- Keeping the boomerang almost vertical, with the curved top facing you, bring your arm back to level with just behind your head, and angle your wrist back as well. Using a similar action to chucking a ball, throw the boomerang forward, and upwards at about 45 degrees (ie. slightly toward the sky). At the same time, flick your wrist, causing the boomerang to spin. Having the tip of your index finger in front of the edge as you flick it causes it to "trip" over your fingertip, thus increasing the amount of spin gained.
    If you let go too late, it will hit the ground near you. If you do not flick it enough, it will not spin much, and will not travel far or return.
  • Throwing direction
    - If there is no wind - any direction that is free of obstacles is fine. If there is a breze, aim about 45 degrees to the right of the wind - ie, with the wind hitting you in the face but slightly from your left. the trajectory will cause the boomerang to arc across the wind and to come back at approximately 45 degrees to the left of the wind.
  • Being able to adjust your throw so that boomerang returns
    - This will be a matter of trial and error if you have never thrown before, but once you have worked it out, it will be easy to show those you are teaching.
  • Being able to get the boomerang to follow the right trajectory
    - again - practice is the key here too.
  • Left handed? - the instructions above are for a right handed person, throwing a right handed boomerang (yes, they are different). However, throwing a left handed boomerang is the same. the curved side still is towards your body, and the other blade still points forward. The boomerang is still tilted slightly away from your body. The only real difference is that the throw should be about 45 degrees left of the wind direction, and it will return from the right of the wind.

Running a Boomerang Learning Session - a Lesson plan


  • Try to have some practice yourself BEFORE the session, especially if you are a novice at this skill.
  • Check the wind direction and sun position.
  • Make sure you have enough boomerangs, including left handers.
  • Consider numbering or colour coding your boomerangs.


  • Split your pack into groups (6-8 per group is good).
  • Cubs should practice grip and throwing without letting go of the boomerang. Check for problems - eg possible zoomers.
  • Cubs to throw from a marked point, with everyone else watching from behind a safety line. provide constructive comments after each throw.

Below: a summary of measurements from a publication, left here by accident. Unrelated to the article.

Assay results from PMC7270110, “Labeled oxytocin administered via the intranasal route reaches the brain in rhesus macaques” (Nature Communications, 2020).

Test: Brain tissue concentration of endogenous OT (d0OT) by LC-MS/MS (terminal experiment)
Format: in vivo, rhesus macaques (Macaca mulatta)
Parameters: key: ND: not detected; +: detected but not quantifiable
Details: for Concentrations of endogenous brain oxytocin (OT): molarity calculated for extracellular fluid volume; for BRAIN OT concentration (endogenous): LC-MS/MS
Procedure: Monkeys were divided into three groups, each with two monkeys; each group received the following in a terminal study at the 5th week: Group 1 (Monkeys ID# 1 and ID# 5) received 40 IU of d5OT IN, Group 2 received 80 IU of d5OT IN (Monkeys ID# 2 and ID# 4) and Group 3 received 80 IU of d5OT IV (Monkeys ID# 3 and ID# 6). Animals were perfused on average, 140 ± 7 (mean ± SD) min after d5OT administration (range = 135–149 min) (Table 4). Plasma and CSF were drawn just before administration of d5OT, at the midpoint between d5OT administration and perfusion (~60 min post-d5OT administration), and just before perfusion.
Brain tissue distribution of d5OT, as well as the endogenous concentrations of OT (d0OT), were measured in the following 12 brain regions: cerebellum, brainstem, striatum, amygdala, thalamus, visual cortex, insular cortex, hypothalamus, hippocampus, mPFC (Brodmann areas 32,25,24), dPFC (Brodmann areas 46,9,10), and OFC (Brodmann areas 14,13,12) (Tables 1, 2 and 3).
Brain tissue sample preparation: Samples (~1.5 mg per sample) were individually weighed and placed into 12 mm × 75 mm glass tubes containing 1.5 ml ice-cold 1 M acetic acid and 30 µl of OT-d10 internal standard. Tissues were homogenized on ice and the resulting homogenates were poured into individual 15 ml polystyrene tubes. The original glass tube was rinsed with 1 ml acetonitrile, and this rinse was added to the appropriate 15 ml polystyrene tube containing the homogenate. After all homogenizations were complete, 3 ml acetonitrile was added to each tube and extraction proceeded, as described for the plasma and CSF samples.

• When all have thrown, all to collect their boomerang. Add any comments, then have the next group up.
  • When all have had theor first throw, comment on problenms and suggest improvements. Those not throwing should be quiet and watching. Concentration is required.

Introduce Variations

  • Time trials
  • Closest landing to the throwing point.
  • Best flight style, longest hover etc.
  • Maybe have the best throwers throw as a demonstration.
  • If you have some special boomerang (eg 4-blade, larger, smaller, etc) the best throwers could maybe have a try at them.


    Collect and count boomerangs to ensure all are there.
  • Discuss session with the group, and review the basics.
  • NOTE - practice makes perfect. The better you can become, the easier it is to teach others.

Some Additional things to try

  • Throw a left handed boomerang with your right hand (hint - angles are as if you are using your left hand).
  • Throw holding the "elbow" of the boomerang.
  • Throw a left handed boomerang with your left hand (or vice-versa if you are left handed).
  • Throw two boomerangs together.
  • Experiment with flight paths.
  • Throw three boomerangs - one at a time, and see how close you can get them to land to each other.
  • Try catching a boomerang.
  • make a list of common errors, and ways to avoid them.
  • Work out what constitutes a good boomerang throw.
  Some sections above were extracted from 1980 notes by Gordon Harvey, Principal at Point Wolstoncroft Sport & Rec camp. His contribution is gratefully acknowledged.
© 2010 Ian Moggs, all rights reserved.

Last updated 28th March 2010.

Email me anytime - i2 @ robian .net (without the spaces).